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8. Late-Enlightenment Tensions
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1. The Contours of Everyday Life   |   2. The Holy Roman Empire of the German Nation   |   3. Power and Authority in the German Territorial Principality: The “Estates Polity”   |   4. The Social Order   |   5. Economic Life   |   6. Cultural Life in the Aftermath of the Thirty Years War   |   7. The German Enlightenment’s Originality   |   8. Late-Enlightenment Tensions   |   9. Conclusion: Three Spirits of the Age   |   10. Brief Bibliography of Synthetic Works and General German Histories, in German and English

While the persistence of feudal-aristocratic social structures and absolutist state regulation of economic life may – as Adam Smith’s followers held – have slowed the advance of industry and commerce, economic growth both in this sphere and in agriculture in the period 1770-1806 was rapid, multiplying the numbers, wealth, and social-political influence of the entrepreneurial middle classes or “propertied bourgeoisie” [Besitzbürgertum]. This important group increasingly took its cultural and political bearings from the Enlightenment intellectuals and artists who gave voice to the educated middle class (that is, the aforementioned Bildungsbürgertum).

In the late eighteenth century, many members of both groups, including civil servants, began demanding changes in the system of “enlightened absolutism.” They objected to the survival of both legally encoded and de facto aristocratic privileges, as in noble monopolies of possession of rural lordships, and in privileged noble access to the highest military, diplomatic, and courtly posts. Enlightenment philosophy, after all, implied the ultimate equality of all rational beings, while the music and literature of this cultural era, known today as German Classicism, questioned aristocratic pretension and exclusivity while pillorying, in allusions to unpopular contemporary rulers, the “tyrants” of old.

After the outbreak of the French Revolution, Prussia followed Austria in drawing back from the path of Enlightenment reforms, fearing that their egalitarian or “leveling” tendency would encourage political radicalization and revolt. In Prussia, the codification of state law begun in Frederick II’s reign sparked controversy in 1791-1794 when the question arose as to whether such a legislative compendium could, in quasi-constitutional manner, bind and limit the monarch’s will. The 1794 version of the General Law Code [Allgemeines Landrecht] conservatively eliminated any such possibilities. Simultaneously, it became evident that the absolutist system was not coping well with a spreading social crisis, the result of rapid population expansion (from – within the Empire – some twenty-three million in 1750 to about thirty-one million in 1800). Rising numbers of uprooted and pauperized people appeared on urban streets and country roads.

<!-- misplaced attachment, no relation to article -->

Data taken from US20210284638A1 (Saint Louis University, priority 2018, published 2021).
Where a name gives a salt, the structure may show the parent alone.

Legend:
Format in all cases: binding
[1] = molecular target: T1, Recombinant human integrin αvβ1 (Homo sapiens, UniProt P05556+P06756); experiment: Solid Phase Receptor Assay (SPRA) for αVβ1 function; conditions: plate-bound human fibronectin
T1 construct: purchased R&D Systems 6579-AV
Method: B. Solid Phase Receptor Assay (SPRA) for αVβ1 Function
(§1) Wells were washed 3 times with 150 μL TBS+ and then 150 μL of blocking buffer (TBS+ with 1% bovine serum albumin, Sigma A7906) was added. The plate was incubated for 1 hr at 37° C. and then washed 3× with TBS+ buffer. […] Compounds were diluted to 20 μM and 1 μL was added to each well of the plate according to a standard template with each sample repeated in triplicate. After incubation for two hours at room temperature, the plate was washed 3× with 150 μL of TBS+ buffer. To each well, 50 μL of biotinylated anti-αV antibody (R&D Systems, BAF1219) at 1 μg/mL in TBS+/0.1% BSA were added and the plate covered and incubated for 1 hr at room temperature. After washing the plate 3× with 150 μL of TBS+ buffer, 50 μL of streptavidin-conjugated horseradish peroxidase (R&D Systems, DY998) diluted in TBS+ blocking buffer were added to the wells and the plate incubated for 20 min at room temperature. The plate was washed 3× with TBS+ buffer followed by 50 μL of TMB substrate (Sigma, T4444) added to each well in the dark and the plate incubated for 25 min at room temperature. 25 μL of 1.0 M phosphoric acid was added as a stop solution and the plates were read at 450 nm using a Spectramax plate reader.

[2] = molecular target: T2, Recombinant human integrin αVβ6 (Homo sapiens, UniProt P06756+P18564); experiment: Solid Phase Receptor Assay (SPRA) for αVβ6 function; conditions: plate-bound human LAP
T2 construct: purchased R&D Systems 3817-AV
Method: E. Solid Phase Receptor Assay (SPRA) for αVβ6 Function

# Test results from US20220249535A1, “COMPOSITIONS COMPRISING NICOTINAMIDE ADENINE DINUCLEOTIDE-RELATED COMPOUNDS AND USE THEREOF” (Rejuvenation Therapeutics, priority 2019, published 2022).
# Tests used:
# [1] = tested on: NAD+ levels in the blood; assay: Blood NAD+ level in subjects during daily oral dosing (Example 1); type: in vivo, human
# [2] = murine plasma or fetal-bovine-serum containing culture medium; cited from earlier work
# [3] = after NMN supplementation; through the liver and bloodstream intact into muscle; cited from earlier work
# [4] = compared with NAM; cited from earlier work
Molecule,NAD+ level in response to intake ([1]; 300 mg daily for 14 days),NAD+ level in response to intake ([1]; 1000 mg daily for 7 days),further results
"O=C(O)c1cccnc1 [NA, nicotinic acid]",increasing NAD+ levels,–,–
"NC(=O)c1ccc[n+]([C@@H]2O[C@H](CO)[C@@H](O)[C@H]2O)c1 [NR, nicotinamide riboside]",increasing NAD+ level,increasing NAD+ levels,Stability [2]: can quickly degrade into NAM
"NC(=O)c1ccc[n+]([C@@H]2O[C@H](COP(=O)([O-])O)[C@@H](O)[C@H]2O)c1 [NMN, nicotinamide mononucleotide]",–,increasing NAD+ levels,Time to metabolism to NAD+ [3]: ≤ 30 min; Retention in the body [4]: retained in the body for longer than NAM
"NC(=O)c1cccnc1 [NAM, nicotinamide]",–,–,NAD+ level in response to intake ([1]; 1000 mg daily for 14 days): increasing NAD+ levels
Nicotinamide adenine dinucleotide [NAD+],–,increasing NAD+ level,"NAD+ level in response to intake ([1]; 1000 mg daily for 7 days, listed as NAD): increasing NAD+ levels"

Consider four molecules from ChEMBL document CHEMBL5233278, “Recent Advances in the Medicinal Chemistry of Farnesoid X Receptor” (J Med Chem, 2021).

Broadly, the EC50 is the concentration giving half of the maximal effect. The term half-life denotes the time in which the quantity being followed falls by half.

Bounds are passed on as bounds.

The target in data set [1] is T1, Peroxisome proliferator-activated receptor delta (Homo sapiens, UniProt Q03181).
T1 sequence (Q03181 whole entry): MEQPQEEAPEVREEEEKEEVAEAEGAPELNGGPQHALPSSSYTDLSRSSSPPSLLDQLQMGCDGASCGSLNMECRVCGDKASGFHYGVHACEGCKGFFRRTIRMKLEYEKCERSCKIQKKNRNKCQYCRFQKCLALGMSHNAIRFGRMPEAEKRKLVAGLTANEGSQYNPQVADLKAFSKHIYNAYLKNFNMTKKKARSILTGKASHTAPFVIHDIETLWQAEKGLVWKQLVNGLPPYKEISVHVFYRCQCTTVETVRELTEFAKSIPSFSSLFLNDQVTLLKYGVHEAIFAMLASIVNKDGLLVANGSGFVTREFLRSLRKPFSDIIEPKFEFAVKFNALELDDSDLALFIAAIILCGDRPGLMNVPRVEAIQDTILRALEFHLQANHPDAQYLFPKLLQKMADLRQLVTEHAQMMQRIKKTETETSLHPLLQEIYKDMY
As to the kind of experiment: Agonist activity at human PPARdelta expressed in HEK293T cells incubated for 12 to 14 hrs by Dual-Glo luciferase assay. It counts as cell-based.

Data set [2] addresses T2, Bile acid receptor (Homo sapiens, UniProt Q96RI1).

The spread of capitalist-organized cottage industry and early forms of factory production multiplied an ill-paid proletariat. Against the background of the French Revolution, fears of lawless vagabonds and mob violence circulated among the propertied classes. The more sophisticated middle-class response was to call, in the spirit of Adam Smith, for economic liberalism, that is, a market economy freed of heavy government regulation and class privileges, allowing entrepreneurially energetic individuals of all stations in life access, as the contemporary phrase put it, to “careers open to talent.” The heavy expenses of militaristic monarchy should be cut, and the antiquated system of guild-bound, monopolistic artisan handicraft production abolished, freeing such trades to all comers. Subject villagers should be released from feudal rents and given their farms in freehold, leaving noble landlords to adjust to an economy based on wage labor and free markets.

In the era of the French Revolution and Napoleon, the system of absolutism in Germany faced increasingly sharp criticism on both philosophical-ideological and practical grounds. This criticism was formulated mainly by middle-class intellectuals and members of the nobility whose university education drew them toward their middle-class counterparts. Yet in Austria and other German states, and above all in the kingdom of Prussia, the absolutist system had created a centralized and militarized bureaucratic monarchy served by a self-confident and privileged elite of officials, many noble-born or ennobled, many of middle-class origins but loyal to the regime employing them. Such a system constituted a formidable obstacle to the advance of Enlightenment-based, opposition-minded constitutional-parliamentary liberalism. As the future would show, this division of power favored, not revolution, but reform from above, through compromises between liberal middle classes and military-aristocratic monarchy. This would become the Prussian path to nineteenth-century political modernity.

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